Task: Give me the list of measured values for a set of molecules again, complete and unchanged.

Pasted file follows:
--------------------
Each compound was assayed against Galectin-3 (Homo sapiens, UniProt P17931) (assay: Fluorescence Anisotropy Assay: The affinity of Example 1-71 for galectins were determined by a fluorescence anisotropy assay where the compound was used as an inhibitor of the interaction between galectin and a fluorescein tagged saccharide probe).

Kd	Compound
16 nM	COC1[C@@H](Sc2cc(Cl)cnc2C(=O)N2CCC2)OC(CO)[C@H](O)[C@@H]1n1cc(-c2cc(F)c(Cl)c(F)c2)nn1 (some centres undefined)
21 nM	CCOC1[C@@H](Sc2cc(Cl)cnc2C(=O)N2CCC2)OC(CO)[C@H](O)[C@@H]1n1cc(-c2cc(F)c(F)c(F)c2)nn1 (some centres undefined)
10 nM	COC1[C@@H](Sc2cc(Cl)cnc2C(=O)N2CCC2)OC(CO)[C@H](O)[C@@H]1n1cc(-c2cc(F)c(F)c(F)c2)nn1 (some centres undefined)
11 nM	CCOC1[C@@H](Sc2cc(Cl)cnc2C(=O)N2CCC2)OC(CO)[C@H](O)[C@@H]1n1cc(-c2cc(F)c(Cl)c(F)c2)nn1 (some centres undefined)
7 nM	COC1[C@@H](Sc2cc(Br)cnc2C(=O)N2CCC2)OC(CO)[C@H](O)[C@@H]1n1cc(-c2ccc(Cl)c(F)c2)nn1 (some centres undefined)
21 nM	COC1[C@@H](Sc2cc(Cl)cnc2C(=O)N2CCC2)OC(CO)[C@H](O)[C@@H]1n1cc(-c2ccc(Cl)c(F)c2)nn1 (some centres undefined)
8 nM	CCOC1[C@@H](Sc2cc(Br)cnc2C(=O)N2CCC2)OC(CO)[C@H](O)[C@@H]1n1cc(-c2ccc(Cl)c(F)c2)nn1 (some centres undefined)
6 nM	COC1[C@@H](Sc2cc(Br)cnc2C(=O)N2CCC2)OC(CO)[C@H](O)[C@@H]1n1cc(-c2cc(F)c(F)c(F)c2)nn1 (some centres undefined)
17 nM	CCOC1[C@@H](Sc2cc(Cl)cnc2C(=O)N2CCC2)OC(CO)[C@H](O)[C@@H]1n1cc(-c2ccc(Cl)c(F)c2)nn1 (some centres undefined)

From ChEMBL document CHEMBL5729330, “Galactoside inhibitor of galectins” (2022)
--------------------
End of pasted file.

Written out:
Each compound was assayed against Galectin-3 (Homo sapiens, UniProt P17931) (assay: Fluorescence Anisotropy Assay: The affinity of Example 1-71 for galectins were determined by a fluorescence anisotropy assay where the compound was used as an inhibitor of the interaction between galectin and a fluorescein tagged saccharide probe).

Kd	Compound
16 nM	COC1[C@@H](Sc2cc(Cl)cnc2C(=O)N2CCC2)OC(CO)[C@H](O)[C@@H]1n1cc(-c2cc(F)c(Cl)c(F)c2)nn1 (some centres undefined)
21 nM	CCOC1[C@@H](Sc2cc(Cl)cnc2C(=O)N2CCC2)OC(CO)[C@H](O)[C@@H]1n1cc(-c2cc(F)c(F)c(F)c2)nn1 (some centres undefined)
10 nM	COC1[C@@H](Sc2cc(Cl)cnc2C(=O)N2CCC2)OC(CO)[C@H](O)[C@@H]1n1cc(-c2cc(F)c(F)c(F)c2)nn1 (some centres undefined)
11 nM	CCOC1[C@@H](Sc2cc(Cl)cnc2C(=O)N2CCC2)OC(CO)[C@H](O)[C@@H]1n1cc(-c2cc(F)c(Cl)c(F)c2)nn1 (some centres undefined)
7 nM	COC1[C@@H](Sc2cc(Br)cnc2C(=O)N2CCC2)OC(CO)[C@H](O)[C@@H]1n1cc(-c2ccc(Cl)c(F)c2)nn1 (some centres undefined)
21 nM	COC1[C@@H](Sc2cc(Cl)cnc2C(=O)N2CCC2)OC(CO)[C@H](O)[C@@H]1n1cc(-c2ccc(Cl)c(F)c2)nn1 (some centres undefined)
8 nM	CCOC1[C@@H](Sc2cc(Br)cnc2C(=O)N2CCC2)OC(CO)[C@H](O)[C@@H]1n1cc(-c2ccc(Cl)c(F)c2)nn1 (some centres undefined)
6 nM	COC1[C@@H](Sc2cc(Br)cnc2C(=O)N2CCC2)OC(CO)[C@H](O)[C@@H]1n1cc(-c2cc(F)c(F)c(F)c2)nn1 (some centres undefined)
17 nM	CCOC1[C@@H](Sc2cc(Cl)cnc2C(=O)N2CCC2)OC(CO)[C@H](O)[C@@H]1n1cc(-c2ccc(Cl)c(F)c2)nn1 (some centres undefined)

From ChEMBL document CHEMBL5729330, “Galactoside inhibitor of galectins” (2022)